U.S. Job Openings Decline While Remaining Elevated

U.S. job postings declined from their previous record, but they were still historically high. That suggests little relief for employers trying to recruit and retain employees.

The number of available positions decreased to 11.4 million in the month from an upwardly revised 11.9 million in March, the Labor Department’s Job Openings and Labor Turnover Survey, or JOLTS, showed Wednesday. A Bloomberg survey of economists forecasted that there would be 11.35 million open positions.

JOLTS is now a key indicator for tightness in US labor markets. Federal Reserve Chair Jerome Powell often refers to it as a sign that the economy can handle higher interest rates and not see a rise in unemployment. The goal of policy makers is to decrease demand for labor. This will help lower inflation and cool wage growth, but not tip the economy into recession.

Labor demand is strong, despite a slightly improved number of vacant positions. Firms are struggling to hire from a limited pool of workers, highlighting the mismatch in labor supply and demand that’s kept wage growth high. There are some signs that such gains might be reaching a peak, which is a good sign for both the Fed and American workers.

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In April, 4.4 Million Americans left their jobs. This is little different from the previous month. At 2.9%, the quits rate was the same as last month. It measures voluntary job-leaving behavior in proportion to total employment.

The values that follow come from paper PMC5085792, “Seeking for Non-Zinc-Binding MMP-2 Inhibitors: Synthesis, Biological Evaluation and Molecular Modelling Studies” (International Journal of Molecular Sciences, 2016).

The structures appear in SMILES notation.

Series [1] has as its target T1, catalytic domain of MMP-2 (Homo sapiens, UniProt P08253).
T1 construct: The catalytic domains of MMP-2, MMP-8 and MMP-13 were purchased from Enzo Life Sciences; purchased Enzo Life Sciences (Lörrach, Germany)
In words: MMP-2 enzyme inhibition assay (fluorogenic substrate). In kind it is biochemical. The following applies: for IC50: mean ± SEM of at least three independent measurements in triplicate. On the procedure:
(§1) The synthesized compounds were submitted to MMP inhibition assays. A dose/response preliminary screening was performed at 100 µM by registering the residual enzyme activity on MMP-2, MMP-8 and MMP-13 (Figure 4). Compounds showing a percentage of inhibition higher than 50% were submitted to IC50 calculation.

In April there were 1.9 jobs per unemployed worker, slightly less than March. Fed Governor Christopher Waller referenced the closely watched ratio in a speech earlier this week, in which he also said that tighter policy won’t lead to much of an increase in unemployment since demand for workers will still be strong, just less so.

Although layoffs dropped to an all-time low of 66 percent in April, separate data from Labor Department shows that there has been an increase in unemployment insurance applications in recent weeks. The level of hiring remained elevated.

This was due to drops in retail trade, accommodation and food service and health care. Notable increases were seen in industries such as transport, warehousing and utilities, as well as manufacturing.

The data precede Friday’s monthly jobs report, which is currently forecast to show the U.S. added 325,000 payrolls in May and the unemployment rate fell to 3.5%, which would match the lowest since 1969.

Assistance from Chris Middleton & Olivia Rockeman

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